This research is seeking to reproduce a tissue engineered model of human skin within the laboratory environment.
The model is comprised of skin cells isolated from excess skin following surgery, these cells are then “reassembled” in the lab to produce a tissue which is representative of the human skin.
The traditional model of investigating the effects of toxic substances in the lab is to expose cultures of a single cell type to a toxicant and measure an outcome – such as the level of cell death or genetic damage.
However this method poses several problems since in the human body cells very rarely occur in association with only the same cell type, and they never occur growing on a plastic dish.
To avoid this situation animal models are often employed to investigate the effects of toxicant exposure, or model disease in a whole organism. However, humans are not animals and therefore any results gained from studies in mice and rats, although providing an insight to how a toxicant may affect a whole organism or how a disease may progress, rarely completely explain this effect in humans.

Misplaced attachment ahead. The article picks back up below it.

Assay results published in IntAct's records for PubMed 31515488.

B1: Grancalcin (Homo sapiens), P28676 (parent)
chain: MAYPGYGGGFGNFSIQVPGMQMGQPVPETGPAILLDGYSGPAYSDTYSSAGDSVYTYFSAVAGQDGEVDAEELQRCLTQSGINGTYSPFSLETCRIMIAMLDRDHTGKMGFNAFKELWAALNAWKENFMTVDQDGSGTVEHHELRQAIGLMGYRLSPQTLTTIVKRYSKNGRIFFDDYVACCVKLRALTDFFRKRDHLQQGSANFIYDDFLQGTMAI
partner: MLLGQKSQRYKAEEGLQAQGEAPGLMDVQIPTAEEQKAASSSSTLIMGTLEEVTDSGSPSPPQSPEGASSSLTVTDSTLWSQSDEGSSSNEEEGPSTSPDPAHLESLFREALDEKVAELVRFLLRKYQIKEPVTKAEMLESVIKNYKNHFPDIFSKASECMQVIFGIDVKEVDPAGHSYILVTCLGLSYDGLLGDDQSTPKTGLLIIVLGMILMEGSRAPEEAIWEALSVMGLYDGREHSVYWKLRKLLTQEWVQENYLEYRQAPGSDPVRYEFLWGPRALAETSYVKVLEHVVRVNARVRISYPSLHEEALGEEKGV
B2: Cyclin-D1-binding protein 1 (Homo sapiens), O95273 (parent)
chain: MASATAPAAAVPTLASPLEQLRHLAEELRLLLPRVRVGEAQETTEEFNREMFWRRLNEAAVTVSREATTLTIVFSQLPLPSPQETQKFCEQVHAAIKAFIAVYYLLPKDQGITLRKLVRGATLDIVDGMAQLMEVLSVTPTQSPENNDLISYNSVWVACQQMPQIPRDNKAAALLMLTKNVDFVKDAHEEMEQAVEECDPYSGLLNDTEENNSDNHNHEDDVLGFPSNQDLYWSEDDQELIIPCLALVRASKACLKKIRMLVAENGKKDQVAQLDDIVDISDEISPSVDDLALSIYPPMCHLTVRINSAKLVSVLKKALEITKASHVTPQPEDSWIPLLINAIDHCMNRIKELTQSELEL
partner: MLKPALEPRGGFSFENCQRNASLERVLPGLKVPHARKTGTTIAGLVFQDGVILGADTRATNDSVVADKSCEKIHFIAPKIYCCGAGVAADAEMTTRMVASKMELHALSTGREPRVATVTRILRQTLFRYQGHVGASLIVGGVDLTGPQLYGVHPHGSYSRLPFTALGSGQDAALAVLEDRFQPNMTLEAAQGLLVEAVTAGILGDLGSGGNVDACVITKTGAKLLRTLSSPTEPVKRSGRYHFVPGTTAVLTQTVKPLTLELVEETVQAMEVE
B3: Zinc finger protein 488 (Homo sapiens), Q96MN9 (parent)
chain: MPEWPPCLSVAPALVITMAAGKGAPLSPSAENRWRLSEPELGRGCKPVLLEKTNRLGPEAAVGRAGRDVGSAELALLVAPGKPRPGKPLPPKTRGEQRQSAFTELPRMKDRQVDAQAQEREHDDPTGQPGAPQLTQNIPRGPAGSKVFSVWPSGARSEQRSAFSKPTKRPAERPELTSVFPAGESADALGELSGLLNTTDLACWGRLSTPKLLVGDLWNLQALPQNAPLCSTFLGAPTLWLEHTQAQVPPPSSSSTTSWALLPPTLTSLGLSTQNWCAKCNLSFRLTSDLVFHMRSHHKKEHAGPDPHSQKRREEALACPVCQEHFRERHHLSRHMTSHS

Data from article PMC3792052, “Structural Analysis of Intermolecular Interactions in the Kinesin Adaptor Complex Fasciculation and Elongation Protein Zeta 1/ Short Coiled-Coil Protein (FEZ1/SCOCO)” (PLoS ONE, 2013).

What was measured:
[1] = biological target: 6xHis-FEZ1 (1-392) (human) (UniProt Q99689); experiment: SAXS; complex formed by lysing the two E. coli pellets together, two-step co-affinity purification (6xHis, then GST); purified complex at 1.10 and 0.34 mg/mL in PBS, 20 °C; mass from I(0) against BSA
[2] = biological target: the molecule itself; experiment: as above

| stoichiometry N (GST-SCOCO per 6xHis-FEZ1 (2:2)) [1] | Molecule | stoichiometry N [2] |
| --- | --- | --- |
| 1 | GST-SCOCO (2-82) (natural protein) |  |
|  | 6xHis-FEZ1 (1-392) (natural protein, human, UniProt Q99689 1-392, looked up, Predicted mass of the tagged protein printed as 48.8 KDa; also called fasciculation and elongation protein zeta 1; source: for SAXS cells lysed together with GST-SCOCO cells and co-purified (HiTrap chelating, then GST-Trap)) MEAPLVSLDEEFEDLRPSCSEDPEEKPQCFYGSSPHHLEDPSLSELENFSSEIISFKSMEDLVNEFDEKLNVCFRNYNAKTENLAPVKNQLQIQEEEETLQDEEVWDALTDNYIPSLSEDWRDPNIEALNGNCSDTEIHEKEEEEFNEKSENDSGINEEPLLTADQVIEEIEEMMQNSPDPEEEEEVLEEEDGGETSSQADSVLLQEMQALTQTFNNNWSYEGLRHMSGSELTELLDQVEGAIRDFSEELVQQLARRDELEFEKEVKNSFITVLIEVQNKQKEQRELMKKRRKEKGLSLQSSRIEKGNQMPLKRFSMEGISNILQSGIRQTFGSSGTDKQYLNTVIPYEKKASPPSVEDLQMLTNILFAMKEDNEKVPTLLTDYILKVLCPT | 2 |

By building a model of the skin, this study will investigate in more detail the effect of environmental toxicants such as arsenic, heavy metals and radon gas on human skin and will hopefully lead to a greater understanding of how disease is initiated and progresses within the skin.